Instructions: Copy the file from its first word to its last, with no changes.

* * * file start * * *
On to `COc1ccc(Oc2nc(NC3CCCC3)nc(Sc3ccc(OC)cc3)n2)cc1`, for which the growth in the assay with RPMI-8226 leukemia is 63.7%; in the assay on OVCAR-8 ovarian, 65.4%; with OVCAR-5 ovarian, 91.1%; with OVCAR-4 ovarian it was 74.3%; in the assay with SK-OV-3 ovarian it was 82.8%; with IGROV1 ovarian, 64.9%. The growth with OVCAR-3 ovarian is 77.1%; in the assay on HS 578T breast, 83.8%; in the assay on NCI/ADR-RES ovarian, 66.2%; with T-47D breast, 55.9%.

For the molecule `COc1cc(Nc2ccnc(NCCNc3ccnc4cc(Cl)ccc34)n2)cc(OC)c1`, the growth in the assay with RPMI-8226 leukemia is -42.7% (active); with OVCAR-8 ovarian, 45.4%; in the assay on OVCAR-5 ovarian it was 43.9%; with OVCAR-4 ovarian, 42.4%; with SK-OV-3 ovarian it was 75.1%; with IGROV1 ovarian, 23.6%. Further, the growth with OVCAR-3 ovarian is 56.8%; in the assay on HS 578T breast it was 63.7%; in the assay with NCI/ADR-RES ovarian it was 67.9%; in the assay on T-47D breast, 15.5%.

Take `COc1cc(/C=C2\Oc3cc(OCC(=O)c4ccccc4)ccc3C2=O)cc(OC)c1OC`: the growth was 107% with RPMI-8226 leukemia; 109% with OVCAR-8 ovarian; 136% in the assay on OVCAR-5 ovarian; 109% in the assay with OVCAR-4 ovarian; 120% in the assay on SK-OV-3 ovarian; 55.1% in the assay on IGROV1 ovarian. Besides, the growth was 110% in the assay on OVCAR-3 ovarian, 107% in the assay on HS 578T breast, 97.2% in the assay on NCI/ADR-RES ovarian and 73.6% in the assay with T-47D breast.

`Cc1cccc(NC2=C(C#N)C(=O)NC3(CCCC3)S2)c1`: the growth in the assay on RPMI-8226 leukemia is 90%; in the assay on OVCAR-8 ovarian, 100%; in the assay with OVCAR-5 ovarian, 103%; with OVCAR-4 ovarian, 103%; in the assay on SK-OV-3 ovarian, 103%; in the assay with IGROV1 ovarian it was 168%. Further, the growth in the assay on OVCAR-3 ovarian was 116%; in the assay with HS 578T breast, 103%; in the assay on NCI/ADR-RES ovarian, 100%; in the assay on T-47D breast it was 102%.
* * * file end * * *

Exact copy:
On to `COc1ccc(Oc2nc(NC3CCCC3)nc(Sc3ccc(OC)cc3)n2)cc1`, for which the growth in the assay with RPMI-8226 leukemia is 63.7%; in the assay on OVCAR-8 ovarian, 65.4%; with OVCAR-5 ovarian, 91.1%; with OVCAR-4 ovarian it was 74.3%; in the assay with SK-OV-3 ovarian it was 82.8%; with IGROV1 ovarian, 64.9%. The growth with OVCAR-3 ovarian is 77.1%; in the assay on HS 578T breast, 83.8%; in the assay on NCI/ADR-RES ovarian, 66.2%; with T-47D breast, 55.9%.

For the molecule `COc1cc(Nc2ccnc(NCCNc3ccnc4cc(Cl)ccc34)n2)cc(OC)c1`, the growth in the assay with RPMI-8226 leukemia is -42.7% (active); with OVCAR-8 ovarian, 45.4%; in the assay on OVCAR-5 ovarian it was 43.9%; with OVCAR-4 ovarian, 42.4%; with SK-OV-3 ovarian it was 75.1%; with IGROV1 ovarian, 23.6%. Further, the growth with OVCAR-3 ovarian is 56.8%; in the assay on HS 578T breast it was 63.7%; in the assay with NCI/ADR-RES ovarian it was 67.9%; in the assay on T-47D breast, 15.5%.

Take `COc1cc(/C=C2\Oc3cc(OCC(=O)c4ccccc4)ccc3C2=O)cc(OC)c1OC`: the growth was 107% with RPMI-8226 leukemia; 109% with OVCAR-8 ovarian; 136% in the assay on OVCAR-5 ovarian; 109% in the assay with OVCAR-4 ovarian; 120% in the assay on SK-OV-3 ovarian; 55.1% in the assay on IGROV1 ovarian. Besides, the growth was 110% in the assay on OVCAR-3 ovarian, 107% in the assay on HS 578T breast, 97.2% in the assay on NCI/ADR-RES ovarian and 73.6% in the assay with T-47D breast.

`Cc1cccc(NC2=C(C#N)C(=O)NC3(CCCC3)S2)c1`: the growth in the assay on RPMI-8226 leukemia is 90%; in the assay on OVCAR-8 ovarian, 100%; in the assay with OVCAR-5 ovarian, 103%; with OVCAR-4 ovarian, 103%; in the assay on SK-OV-3 ovarian, 103%; in the assay with IGROV1 ovarian it was 168%. Further, the growth in the assay on OVCAR-3 ovarian was 116%; in the assay with HS 578T breast, 103%; in the assay on NCI/ADR-RES ovarian, 100%; in the assay on T-47D breast it was 102%.